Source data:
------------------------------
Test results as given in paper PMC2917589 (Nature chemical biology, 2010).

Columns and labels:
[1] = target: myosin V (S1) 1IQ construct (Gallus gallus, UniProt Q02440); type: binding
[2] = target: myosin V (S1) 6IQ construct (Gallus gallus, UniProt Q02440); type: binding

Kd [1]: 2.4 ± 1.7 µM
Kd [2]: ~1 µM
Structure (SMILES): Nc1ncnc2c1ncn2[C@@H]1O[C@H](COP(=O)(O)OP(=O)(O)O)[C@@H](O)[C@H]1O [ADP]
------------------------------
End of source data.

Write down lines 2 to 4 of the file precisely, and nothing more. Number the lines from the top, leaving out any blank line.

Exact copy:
Columns and labels:
[1] = target: myosin V (S1) 1IQ construct (Gallus gallus, UniProt Q02440); type: binding
[2] = target: myosin V (S1) 6IQ construct (Gallus gallus, UniProt Q02440); type: binding